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Is Microsoft Trying To Trap a (Fire)Fox?

Here in the molasses-slow days of August, this is what passes for news: Microsoft has invited developers of Mozilla's Firefox browser to work with the Redmond giant so that Firefox will work properly with Vista.

Sounds innocent enough, right? Well, it probably is. But that didn't prevent some open-source fans from postulating that Microsoft is somehow trying to lure Firefox developers to Redmond in order to weasel secrets out of them, or recruit them, or... something.

There is a little tidbit from this story that adds a mild level of intrigue to the discussion: "Firefox already runs successfully on existing Windows, Linux and Macintosh operating systems. Testing by sister site ZDNet UK found it also runs well in Vista beta 2, so it's not clear why Mozilla would need help from Microsoft."

Have these people ever actually used Firefox in Windows? I have, and while I've found it to be a fine browser, I have had some problems with it in the Windows environment. Maybe I'm alone there… but I don't think so. So, in that sense, there probably is some work to be done in making non-IE browsers like Firefox more compatible with Windows. And, in a broader sense, this serves as a veiled admission on Redmond's part to the well-known fact that third-party software doesn't always work as well in Windows as Microsoft's own home-cooked apps do.

But, why does Microsoft care about making an IE competitor more compatible with the world's dominant OS? Is this just an elaborate ruse to steal secrets (and devs) form Mozilla? Is it a case of Microsoft relenting that proprietary technologies are giving way to open-source alternatives (as one Ars Technica poster suggested, citing "the embrace of RSS, the Open Source lab, XML and royalty-free access to OpenXML")? Is this, ultimately, the beginning of the end for IE?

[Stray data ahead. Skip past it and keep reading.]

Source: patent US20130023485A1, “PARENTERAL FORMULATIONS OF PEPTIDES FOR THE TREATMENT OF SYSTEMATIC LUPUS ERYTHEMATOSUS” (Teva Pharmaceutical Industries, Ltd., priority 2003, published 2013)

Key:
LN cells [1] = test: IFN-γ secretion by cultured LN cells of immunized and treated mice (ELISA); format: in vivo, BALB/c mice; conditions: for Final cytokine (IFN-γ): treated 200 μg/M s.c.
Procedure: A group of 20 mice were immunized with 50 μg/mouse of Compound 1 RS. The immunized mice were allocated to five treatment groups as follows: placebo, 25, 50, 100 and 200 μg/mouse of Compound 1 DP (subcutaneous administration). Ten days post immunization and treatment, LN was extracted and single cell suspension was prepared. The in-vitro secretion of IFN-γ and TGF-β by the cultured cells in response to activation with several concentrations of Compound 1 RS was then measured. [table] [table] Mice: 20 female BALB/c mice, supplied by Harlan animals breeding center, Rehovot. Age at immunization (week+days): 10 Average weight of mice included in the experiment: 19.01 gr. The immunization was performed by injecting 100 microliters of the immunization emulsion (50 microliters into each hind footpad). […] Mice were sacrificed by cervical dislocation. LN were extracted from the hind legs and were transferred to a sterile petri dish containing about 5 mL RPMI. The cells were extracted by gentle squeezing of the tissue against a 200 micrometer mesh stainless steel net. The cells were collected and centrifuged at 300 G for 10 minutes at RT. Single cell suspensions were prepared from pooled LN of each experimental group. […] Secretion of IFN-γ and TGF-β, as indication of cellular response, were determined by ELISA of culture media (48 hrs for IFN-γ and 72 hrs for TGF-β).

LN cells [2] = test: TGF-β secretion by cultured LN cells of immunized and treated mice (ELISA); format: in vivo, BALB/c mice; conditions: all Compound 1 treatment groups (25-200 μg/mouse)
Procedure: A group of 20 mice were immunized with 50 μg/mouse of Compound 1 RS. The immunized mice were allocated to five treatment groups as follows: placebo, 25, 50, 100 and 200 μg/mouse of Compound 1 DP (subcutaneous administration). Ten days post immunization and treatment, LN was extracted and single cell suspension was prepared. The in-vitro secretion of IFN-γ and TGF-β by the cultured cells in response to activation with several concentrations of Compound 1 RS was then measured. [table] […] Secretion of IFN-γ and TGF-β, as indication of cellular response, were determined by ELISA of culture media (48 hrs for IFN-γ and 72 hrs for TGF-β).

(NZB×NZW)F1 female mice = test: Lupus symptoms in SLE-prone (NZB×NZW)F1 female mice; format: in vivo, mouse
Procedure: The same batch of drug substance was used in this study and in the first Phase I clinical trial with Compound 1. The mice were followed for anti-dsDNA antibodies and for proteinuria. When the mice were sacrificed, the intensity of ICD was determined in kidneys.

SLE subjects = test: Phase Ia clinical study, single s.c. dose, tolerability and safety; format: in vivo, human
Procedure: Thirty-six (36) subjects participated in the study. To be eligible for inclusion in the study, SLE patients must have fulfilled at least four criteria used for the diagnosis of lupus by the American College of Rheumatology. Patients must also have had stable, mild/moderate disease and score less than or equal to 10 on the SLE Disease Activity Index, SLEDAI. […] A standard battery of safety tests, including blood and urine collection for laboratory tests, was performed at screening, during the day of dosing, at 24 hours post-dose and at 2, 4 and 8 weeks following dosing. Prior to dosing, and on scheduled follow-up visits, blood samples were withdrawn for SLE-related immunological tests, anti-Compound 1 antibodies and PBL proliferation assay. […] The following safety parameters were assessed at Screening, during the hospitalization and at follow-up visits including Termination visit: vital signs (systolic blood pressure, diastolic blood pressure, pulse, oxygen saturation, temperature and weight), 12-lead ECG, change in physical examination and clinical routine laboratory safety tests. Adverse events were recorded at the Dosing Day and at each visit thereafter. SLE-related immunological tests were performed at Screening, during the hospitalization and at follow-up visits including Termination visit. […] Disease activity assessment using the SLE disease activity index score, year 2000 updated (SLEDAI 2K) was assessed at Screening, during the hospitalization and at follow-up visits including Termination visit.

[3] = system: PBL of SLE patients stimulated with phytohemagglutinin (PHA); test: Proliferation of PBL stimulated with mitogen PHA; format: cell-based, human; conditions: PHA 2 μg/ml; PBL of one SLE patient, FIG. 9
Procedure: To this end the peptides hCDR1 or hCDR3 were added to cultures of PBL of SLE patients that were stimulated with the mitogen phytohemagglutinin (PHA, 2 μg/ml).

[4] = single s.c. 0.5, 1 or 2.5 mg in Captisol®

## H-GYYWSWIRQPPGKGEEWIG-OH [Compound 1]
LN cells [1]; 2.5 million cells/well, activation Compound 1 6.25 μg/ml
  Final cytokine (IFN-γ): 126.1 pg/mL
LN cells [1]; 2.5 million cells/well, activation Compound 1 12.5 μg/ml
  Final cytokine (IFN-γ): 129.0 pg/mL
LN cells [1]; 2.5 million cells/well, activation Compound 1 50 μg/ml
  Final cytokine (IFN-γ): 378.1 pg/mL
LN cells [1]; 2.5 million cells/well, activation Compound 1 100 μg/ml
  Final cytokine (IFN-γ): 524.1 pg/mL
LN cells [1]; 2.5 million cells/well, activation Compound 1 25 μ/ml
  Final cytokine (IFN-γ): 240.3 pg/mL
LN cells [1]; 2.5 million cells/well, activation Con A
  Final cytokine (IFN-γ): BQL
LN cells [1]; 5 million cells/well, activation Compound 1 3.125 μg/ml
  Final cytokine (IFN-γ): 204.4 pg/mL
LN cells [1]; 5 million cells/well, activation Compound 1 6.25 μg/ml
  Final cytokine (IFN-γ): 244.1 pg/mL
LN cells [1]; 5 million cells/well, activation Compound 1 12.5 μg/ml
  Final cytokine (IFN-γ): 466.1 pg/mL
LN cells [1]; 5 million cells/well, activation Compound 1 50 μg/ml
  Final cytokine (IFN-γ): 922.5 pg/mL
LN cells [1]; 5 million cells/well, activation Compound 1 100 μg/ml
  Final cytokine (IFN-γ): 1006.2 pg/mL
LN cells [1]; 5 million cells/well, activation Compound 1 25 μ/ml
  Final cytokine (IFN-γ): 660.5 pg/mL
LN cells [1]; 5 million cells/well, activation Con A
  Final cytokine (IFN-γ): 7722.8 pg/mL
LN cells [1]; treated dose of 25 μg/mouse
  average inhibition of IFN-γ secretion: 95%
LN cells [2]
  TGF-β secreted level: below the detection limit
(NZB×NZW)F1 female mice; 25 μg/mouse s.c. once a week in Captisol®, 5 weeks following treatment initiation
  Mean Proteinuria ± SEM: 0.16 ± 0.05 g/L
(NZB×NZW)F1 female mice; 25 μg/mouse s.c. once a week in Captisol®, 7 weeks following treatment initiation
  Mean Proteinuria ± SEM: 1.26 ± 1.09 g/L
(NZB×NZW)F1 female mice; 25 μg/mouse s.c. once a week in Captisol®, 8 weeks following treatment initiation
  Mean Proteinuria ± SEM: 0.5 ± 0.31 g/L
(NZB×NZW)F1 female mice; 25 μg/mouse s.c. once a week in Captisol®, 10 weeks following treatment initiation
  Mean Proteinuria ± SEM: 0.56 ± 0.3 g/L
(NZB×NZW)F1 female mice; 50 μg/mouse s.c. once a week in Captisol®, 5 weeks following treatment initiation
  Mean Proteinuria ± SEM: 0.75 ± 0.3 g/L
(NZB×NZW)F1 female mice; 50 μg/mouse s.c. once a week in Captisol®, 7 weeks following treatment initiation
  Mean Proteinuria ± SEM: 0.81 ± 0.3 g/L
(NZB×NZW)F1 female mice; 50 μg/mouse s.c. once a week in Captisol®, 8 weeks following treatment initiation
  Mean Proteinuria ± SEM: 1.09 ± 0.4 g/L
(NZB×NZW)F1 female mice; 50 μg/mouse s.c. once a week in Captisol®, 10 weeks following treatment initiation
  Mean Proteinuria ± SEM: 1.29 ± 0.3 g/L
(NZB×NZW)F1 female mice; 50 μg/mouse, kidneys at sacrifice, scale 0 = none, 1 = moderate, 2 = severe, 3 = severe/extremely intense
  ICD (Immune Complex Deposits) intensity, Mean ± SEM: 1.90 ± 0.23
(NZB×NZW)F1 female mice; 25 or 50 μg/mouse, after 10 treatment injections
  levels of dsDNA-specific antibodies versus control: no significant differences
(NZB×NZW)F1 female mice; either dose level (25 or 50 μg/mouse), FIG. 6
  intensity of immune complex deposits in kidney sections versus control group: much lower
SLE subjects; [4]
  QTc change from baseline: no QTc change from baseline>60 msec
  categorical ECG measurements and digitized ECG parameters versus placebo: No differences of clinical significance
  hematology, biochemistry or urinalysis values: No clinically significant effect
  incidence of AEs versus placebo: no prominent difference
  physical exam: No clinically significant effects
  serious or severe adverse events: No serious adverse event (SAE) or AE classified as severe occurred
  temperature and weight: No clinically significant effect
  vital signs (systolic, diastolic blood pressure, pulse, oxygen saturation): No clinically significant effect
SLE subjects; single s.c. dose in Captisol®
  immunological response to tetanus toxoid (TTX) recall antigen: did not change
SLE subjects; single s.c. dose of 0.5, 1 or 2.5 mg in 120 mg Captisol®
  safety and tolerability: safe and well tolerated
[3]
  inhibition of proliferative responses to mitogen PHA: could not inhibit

Any of those factors could be behind this move, but it's likely that none of them is. In fact, this looks more than anything else like a feel-good public relations move aimed at making Microsoft look a little less rigid and proprietary and a little more willing to work with open-source technologies and developers. And, if whatever collaboration does happen leads to improvements in IE, Firefox and browsers in general, that's all the better for users.

Still, the Firefox folks would be wise-as would partners working with Microsoft on development-not to reveal too much about their applications or their strategies. Guarded collaboration, at most, should be the order of the day. There's no need for Mozilla to help set a trap for Firefox in Redmond, especially if Microsoft doesn't seem to be in the hunting mood.

Have any Firefox experiences? Do you think Microsoft is up to no good with Mozilla? Share your thoughts here or at [email protected].

Posted by Lee Pender on August 22, 2006